Identify Your Target Keywords

A Beginner’s Guide to SEO – Part 2

Identify Your Target Keywords

A Beginner’s Guide to SEO – Part 2

Optimizing your website to rank higher in SERPs depends heavily on starting with the right keywords, words and phrases that users can put into a search engine to find your site. Choosing effective keywords is crucial.


Research your industry and page rank using Google, Bing and Yahoo. Google, for example, has a free, quick, and accurate online tool called Google Search Console that lets you track where your site is ranking for certain keywords at this moment. Find which keywords and phrases are currently ranking you the highest as a starting point.

Using a tool like Google’s Keyword Planner, Google Search Trends, or Moz’s Keyword Explore, find related keywords to broaden your scope of phrases that could lead customers to your page.


Select keywords with low competition and high search volume. While short, general keywords may increase the number of searches your site is on, the competition for these terms is so high that your site will likely never appear anywhere near the top of the SERPs.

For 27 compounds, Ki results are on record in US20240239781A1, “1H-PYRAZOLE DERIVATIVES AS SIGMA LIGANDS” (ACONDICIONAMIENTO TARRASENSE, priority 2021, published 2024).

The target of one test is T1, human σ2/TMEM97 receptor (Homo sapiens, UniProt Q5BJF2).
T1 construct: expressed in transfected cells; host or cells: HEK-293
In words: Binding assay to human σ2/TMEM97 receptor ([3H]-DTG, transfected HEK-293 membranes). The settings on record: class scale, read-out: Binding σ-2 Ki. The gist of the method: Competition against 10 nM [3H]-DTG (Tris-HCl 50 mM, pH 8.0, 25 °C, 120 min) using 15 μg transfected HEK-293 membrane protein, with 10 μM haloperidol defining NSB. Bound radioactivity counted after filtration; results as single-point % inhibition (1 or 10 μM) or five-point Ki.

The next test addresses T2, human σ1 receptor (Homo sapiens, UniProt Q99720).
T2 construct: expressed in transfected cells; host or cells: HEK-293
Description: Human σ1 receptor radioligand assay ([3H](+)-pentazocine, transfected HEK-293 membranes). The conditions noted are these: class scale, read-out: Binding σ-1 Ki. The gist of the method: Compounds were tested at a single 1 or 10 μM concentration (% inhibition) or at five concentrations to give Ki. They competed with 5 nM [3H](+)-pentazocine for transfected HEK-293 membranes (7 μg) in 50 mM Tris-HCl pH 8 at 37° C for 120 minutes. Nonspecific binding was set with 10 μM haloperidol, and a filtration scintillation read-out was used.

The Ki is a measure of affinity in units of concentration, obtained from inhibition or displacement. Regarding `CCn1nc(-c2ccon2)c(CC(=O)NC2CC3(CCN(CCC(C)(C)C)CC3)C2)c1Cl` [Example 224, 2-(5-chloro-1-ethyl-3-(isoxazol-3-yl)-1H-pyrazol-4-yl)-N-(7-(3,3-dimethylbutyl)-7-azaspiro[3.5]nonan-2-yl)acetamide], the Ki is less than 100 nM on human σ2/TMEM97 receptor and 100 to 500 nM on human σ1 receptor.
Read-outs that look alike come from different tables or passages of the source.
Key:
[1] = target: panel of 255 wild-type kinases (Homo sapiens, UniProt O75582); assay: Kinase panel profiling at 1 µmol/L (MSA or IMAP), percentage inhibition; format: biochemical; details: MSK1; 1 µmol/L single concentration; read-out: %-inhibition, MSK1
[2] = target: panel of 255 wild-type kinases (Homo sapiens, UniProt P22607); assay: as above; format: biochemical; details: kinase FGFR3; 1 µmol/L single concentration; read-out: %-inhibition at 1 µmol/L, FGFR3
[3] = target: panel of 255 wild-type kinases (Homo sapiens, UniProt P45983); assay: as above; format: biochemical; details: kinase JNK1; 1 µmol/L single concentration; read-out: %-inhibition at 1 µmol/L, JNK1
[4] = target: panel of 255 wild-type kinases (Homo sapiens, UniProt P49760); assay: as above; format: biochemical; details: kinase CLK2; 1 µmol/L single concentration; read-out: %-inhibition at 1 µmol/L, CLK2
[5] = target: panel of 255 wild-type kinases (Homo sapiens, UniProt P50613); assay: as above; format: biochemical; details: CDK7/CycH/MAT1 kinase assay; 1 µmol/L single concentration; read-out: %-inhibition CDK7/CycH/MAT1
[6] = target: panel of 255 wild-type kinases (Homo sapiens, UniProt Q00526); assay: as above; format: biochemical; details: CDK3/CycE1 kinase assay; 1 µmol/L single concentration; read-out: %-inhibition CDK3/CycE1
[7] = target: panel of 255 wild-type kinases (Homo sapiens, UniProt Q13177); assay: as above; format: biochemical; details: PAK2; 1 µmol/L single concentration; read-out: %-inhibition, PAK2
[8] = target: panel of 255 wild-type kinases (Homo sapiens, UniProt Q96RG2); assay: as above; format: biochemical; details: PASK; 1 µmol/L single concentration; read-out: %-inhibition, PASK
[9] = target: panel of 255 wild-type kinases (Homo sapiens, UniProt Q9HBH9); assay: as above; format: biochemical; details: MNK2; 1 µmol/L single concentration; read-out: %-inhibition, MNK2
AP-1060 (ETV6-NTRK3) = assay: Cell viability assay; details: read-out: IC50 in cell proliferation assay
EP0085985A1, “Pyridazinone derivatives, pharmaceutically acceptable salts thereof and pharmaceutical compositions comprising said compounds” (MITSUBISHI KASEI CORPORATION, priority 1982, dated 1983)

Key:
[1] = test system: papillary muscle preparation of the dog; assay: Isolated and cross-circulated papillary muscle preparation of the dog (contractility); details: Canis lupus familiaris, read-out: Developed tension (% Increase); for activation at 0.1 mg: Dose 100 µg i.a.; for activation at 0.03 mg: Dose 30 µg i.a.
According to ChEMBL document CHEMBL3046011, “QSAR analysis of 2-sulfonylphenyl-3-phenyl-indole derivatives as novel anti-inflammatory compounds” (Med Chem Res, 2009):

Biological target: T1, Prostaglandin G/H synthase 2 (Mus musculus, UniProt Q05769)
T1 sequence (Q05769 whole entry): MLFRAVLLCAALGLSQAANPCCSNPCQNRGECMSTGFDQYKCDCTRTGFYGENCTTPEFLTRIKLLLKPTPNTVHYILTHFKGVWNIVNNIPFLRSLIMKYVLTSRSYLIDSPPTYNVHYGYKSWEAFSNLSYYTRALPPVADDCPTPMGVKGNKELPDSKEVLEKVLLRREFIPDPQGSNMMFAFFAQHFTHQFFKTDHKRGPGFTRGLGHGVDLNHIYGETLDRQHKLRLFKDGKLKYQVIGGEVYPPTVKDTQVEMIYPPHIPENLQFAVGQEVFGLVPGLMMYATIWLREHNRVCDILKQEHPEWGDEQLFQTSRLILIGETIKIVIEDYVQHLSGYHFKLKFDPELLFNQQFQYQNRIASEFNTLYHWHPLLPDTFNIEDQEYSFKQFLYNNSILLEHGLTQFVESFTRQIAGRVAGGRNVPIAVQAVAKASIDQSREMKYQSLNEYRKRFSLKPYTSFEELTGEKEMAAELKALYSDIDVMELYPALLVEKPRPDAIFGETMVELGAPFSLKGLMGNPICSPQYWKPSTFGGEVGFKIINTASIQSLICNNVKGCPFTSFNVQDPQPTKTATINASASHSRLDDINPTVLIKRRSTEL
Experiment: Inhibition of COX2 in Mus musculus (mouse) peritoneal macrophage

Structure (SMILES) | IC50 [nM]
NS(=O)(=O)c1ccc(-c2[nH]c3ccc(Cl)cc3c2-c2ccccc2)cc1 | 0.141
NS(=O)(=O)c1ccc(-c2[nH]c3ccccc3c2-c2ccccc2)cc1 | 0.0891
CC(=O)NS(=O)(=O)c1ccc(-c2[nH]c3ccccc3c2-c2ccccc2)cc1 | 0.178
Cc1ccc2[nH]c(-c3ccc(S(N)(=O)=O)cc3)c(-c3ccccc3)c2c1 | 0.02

For example, a company that provides kayak tours in Upstate New York may wrongly consider targeting a generic phrase like “kayaks” in hopes of getting traffic from every person who searches for anything related to kayaking.

However, because “kayaks” is such a general term, your site will have to compete with every website dealing with kayaks, including massive retail dealers, popular online hobbyist magazines, and more. With such a generic keyword, the competition is too high—no one will find your site.

Consider a more specific phrase, like “kayak tours in Upstate New York.” The phrase’s specificity means you will appear in fewer searchers, but your site will be ranked much higher in SERPs when you do appear.

Consider Variations, like Voice Search

The rise of Alexa and other voice-command devices means the way people search has changed. Searches formed by voice are often more conversational and are typically formed as questions.

Start with your main keyword and write down all of the variations people may use to search for this term. Then use keyword search tools such as Google Keyword Planner or SEO Book Keyword Tool to compare the keywords you have narrowed down and select the versions that make the most sense for your business.

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